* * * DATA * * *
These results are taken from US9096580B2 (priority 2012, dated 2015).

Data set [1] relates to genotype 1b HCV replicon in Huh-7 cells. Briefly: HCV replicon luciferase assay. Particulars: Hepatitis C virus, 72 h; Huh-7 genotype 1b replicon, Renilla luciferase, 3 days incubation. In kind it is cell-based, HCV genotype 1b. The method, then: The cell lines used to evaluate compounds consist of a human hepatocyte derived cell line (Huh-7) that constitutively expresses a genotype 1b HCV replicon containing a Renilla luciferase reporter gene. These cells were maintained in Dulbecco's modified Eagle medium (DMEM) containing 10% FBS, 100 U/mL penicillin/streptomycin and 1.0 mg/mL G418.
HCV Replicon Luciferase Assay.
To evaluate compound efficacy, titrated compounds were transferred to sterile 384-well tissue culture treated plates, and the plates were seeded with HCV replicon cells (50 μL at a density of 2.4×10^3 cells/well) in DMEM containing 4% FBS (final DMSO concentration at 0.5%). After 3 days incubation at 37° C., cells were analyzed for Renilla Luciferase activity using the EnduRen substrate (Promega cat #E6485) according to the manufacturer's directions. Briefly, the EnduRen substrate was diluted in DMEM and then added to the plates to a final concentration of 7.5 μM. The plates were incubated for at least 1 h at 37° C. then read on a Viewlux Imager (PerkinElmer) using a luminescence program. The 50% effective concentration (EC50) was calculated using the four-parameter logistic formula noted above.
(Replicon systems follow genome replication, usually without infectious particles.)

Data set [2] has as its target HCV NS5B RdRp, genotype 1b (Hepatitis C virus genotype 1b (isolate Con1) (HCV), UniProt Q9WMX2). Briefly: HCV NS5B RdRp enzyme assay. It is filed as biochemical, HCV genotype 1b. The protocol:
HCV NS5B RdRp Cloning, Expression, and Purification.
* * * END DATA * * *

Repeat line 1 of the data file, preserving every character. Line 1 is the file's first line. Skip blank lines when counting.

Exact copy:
These results are taken from US9096580B2 (priority 2012, dated 2015).